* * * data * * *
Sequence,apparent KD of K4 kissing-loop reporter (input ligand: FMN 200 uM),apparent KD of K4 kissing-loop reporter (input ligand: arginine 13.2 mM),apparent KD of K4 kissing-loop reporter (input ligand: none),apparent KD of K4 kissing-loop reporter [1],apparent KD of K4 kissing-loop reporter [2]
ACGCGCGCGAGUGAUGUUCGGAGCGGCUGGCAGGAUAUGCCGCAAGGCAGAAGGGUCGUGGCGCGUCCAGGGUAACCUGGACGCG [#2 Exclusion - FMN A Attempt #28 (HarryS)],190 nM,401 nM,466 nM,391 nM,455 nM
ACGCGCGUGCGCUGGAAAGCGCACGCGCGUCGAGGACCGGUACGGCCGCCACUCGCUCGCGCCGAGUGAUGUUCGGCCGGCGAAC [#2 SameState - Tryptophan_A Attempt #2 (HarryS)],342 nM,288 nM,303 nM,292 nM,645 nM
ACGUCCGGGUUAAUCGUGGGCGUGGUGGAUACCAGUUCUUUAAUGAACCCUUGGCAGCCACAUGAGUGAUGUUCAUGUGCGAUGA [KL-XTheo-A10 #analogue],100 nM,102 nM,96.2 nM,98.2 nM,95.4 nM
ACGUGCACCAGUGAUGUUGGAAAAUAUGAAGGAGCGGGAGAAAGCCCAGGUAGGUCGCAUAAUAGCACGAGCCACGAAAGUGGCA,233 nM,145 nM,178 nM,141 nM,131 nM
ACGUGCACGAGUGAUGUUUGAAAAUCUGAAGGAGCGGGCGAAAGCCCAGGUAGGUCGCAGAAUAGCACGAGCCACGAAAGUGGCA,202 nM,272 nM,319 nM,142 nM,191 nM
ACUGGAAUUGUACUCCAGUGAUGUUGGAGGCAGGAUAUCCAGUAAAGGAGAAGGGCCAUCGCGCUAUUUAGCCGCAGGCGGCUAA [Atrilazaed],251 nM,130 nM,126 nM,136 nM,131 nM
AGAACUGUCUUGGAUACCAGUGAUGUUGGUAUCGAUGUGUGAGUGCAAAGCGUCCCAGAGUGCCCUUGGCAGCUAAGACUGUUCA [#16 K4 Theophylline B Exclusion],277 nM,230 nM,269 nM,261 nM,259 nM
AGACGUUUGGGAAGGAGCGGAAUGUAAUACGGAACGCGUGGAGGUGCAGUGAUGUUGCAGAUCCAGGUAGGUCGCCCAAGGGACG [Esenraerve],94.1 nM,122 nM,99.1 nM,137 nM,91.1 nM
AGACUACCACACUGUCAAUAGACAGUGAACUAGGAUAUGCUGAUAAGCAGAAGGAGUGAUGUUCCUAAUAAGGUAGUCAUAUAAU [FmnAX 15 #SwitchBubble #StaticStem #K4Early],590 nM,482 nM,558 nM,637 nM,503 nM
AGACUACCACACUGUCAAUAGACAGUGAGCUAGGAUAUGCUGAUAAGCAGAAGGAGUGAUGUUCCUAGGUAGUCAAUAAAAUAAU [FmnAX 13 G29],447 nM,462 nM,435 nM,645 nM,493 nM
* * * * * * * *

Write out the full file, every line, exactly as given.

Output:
Sequence,apparent KD of K4 kissing-loop reporter (input ligand: FMN 200 uM),apparent KD of K4 kissing-loop reporter (input ligand: arginine 13.2 mM),apparent KD of K4 kissing-loop reporter (input ligand: none),apparent KD of K4 kissing-loop reporter [1],apparent KD of K4 kissing-loop reporter [2]
ACGCGCGCGAGUGAUGUUCGGAGCGGCUGGCAGGAUAUGCCGCAAGGCAGAAGGGUCGUGGCGCGUCCAGGGUAACCUGGACGCG [#2 Exclusion - FMN A Attempt #28 (HarryS)],190 nM,401 nM,466 nM,391 nM,455 nM
ACGCGCGUGCGCUGGAAAGCGCACGCGCGUCGAGGACCGGUACGGCCGCCACUCGCUCGCGCCGAGUGAUGUUCGGCCGGCGAAC [#2 SameState - Tryptophan_A Attempt #2 (HarryS)],342 nM,288 nM,303 nM,292 nM,645 nM
ACGUCCGGGUUAAUCGUGGGCGUGGUGGAUACCAGUUCUUUAAUGAACCCUUGGCAGCCACAUGAGUGAUGUUCAUGUGCGAUGA [KL-XTheo-A10 #analogue],100 nM,102 nM,96.2 nM,98.2 nM,95.4 nM
ACGUGCACCAGUGAUGUUGGAAAAUAUGAAGGAGCGGGAGAAAGCCCAGGUAGGUCGCAUAAUAGCACGAGCCACGAAAGUGGCA,233 nM,145 nM,178 nM,141 nM,131 nM
ACGUGCACGAGUGAUGUUUGAAAAUCUGAAGGAGCGGGCGAAAGCCCAGGUAGGUCGCAGAAUAGCACGAGCCACGAAAGUGGCA,202 nM,272 nM,319 nM,142 nM,191 nM
ACUGGAAUUGUACUCCAGUGAUGUUGGAGGCAGGAUAUCCAGUAAAGGAGAAGGGCCAUCGCGCUAUUUAGCCGCAGGCGGCUAA [Atrilazaed],251 nM,130 nM,126 nM,136 nM,131 nM
AGAACUGUCUUGGAUACCAGUGAUGUUGGUAUCGAUGUGUGAGUGCAAAGCGUCCCAGAGUGCCCUUGGCAGCUAAGACUGUUCA [#16 K4 Theophylline B Exclusion],277 nM,230 nM,269 nM,261 nM,259 nM
AGACGUUUGGGAAGGAGCGGAAUGUAAUACGGAACGCGUGGAGGUGCAGUGAUGUUGCAGAUCCAGGUAGGUCGCCCAAGGGACG [Esenraerve],94.1 nM,122 nM,99.1 nM,137 nM,91.1 nM
AGACUACCACACUGUCAAUAGACAGUGAACUAGGAUAUGCUGAUAAGCAGAAGGAGUGAUGUUCCUAAUAAGGUAGUCAUAUAAU [FmnAX 15 #SwitchBubble #StaticStem #K4Early],590 nM,482 nM,558 nM,637 nM,503 nM
AGACUACCACACUGUCAAUAGACAGUGAGCUAGGAUAUGCUGAUAAGCAGAAGGAGUGAUGUUCCUAGGUAGUCAAUAAAAUAAU [FmnAX 13 G29],447 nM,462 nM,435 nM,645 nM,493 nM